A variety of nonprairie landscapes, including pastures, crop fields, and unmanaged seral ground, are being restored to native prairie on a yearly basis. Seldom is the seed bank associated with these nonprairie lands taken into account in the restoration process. We examine the seed bank potential of nonprairie lands and the relationship between aboveground vegetation and seed bank composition at the largest grassland restoration east of the Mississippi River, the Midewin National Tallgrass Prairie (U.S.A.), by surveying six land management histories: remnant prairie, restored prairie, new pasture, active pasture, old field, and crop field. Both aboveground vegetation and seed bank composition varied with land management history. However, species composition of aboveground vegetation differed significantly from the species composition of the seed bank irrespective of land management history. Aboveground vegetation carried a higher proportion of the seed bank flora than vice versa. In contrast to seed banks of other types of grasslands, the seed bank of historical prairie lands in the U.S. Midwest, irrespective of subsequent land-use history, is not a viable source of species for restoration of tallgrass prairie. A deficiency of many species in the seed bank flora, coupled with an abundance of weedy, often nonnative species, limits the potential contribution of the seed bank to restoration of a prairie vegetation community. Nevertheless, seed bank studies can provide a cost effective method to detect problematic species (i.e., weedy and/or invasive species) and therefore provide a window into the restoration potential of nonprairie lands.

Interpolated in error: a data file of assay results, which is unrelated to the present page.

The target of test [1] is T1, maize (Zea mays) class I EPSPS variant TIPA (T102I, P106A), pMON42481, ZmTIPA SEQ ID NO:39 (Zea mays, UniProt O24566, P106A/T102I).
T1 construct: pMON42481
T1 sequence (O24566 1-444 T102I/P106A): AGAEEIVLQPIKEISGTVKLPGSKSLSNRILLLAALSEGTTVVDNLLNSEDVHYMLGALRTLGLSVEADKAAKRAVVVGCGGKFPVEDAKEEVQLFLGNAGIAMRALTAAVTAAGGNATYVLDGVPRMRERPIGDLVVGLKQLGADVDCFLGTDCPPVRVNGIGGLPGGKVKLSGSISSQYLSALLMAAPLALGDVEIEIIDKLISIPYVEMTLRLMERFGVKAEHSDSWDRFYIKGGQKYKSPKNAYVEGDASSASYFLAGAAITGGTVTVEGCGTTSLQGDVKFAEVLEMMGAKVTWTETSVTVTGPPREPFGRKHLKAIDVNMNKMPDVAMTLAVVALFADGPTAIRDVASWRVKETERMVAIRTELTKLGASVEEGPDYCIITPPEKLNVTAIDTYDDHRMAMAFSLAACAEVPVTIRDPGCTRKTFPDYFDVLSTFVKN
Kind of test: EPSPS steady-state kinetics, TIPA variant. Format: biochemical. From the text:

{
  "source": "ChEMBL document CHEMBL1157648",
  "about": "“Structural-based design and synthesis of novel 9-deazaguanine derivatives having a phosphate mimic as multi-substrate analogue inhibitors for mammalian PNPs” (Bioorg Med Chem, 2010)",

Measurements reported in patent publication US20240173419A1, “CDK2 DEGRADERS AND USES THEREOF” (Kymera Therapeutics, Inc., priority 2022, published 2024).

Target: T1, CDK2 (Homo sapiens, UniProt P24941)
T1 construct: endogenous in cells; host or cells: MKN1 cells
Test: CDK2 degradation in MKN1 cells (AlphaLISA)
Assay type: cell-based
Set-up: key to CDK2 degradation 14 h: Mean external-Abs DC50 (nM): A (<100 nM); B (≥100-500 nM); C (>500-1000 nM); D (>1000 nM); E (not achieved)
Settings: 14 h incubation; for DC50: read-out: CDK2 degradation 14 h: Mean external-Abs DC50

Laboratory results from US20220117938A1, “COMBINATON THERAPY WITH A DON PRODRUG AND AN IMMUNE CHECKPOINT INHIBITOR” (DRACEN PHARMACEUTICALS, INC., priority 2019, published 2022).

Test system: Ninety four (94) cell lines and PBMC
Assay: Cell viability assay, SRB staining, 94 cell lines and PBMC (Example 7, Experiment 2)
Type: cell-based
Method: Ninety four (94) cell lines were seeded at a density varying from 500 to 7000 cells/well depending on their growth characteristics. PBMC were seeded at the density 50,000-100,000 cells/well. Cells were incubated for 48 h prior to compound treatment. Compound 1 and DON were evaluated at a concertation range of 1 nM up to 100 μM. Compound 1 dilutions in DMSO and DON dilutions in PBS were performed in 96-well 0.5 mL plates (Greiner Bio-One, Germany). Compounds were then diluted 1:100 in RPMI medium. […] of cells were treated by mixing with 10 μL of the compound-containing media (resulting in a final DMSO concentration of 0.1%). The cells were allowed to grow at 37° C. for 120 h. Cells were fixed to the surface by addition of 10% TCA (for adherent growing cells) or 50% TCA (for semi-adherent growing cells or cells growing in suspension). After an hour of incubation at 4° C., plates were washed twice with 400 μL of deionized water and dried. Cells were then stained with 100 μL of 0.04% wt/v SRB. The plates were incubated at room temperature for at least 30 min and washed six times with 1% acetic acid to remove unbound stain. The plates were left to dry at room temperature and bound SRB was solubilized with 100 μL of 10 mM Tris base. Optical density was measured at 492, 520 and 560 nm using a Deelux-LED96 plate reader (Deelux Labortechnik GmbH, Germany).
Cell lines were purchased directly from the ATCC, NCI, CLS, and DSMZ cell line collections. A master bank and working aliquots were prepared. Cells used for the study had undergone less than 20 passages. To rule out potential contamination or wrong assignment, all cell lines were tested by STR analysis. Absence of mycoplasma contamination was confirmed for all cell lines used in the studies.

ASJC Scopus subject areas
- Ecology, Evolution, Behavior and Systematics